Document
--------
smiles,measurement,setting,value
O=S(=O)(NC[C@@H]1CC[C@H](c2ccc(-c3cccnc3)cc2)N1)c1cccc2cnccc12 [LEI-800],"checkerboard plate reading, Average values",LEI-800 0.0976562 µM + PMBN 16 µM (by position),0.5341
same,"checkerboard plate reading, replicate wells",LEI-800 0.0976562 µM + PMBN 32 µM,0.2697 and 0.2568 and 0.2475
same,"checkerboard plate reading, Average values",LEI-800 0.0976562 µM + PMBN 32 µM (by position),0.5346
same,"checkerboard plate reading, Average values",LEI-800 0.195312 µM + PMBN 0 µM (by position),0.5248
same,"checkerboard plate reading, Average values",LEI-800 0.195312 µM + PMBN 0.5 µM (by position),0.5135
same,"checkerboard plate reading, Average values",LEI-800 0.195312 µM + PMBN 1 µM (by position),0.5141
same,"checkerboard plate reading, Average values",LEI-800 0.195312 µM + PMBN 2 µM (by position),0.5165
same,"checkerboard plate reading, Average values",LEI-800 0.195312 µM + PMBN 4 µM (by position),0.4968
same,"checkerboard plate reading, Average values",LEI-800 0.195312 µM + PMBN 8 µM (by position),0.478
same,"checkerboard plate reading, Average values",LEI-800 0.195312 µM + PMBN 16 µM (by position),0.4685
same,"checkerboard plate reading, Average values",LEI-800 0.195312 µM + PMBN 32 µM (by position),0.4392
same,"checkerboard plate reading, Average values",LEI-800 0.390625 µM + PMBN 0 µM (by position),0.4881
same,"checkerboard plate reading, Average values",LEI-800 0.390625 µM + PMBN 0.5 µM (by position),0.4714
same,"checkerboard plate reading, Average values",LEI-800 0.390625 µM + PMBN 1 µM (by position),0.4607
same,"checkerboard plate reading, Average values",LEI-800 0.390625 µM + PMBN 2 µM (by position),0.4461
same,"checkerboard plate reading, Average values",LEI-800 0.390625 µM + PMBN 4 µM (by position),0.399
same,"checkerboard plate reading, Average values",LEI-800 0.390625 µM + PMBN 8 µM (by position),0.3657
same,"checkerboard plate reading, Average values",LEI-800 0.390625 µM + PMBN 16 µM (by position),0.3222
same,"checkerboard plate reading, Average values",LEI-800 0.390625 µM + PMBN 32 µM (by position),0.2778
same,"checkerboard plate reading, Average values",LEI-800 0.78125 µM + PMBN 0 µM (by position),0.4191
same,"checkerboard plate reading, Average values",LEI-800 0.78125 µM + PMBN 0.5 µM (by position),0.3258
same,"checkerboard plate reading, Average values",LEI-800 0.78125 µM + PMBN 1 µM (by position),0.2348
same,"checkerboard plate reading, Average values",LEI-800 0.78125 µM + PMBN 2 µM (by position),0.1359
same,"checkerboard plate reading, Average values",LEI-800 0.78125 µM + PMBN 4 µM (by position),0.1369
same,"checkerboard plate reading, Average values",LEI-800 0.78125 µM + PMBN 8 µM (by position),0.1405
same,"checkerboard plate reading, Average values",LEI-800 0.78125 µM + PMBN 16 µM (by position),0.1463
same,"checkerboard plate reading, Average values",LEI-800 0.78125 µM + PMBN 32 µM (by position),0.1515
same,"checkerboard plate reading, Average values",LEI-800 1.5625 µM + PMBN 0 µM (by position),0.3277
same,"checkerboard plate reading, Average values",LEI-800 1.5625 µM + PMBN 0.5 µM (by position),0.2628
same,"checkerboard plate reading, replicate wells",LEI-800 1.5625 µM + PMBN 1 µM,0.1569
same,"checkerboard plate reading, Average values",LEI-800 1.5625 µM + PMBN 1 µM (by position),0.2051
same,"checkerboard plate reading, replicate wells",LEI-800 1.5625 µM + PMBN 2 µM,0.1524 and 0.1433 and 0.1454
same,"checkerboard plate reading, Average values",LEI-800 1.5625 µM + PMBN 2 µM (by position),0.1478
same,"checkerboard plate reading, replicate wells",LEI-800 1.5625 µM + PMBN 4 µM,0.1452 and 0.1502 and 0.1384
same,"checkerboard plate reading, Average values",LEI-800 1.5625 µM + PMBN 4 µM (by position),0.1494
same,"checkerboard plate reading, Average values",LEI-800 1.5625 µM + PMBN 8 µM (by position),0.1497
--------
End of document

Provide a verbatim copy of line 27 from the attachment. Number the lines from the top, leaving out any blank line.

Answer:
same,"checkerboard plate reading, Average values",LEI-800 0.78125 µM + PMBN 16 µM (by position),0.1463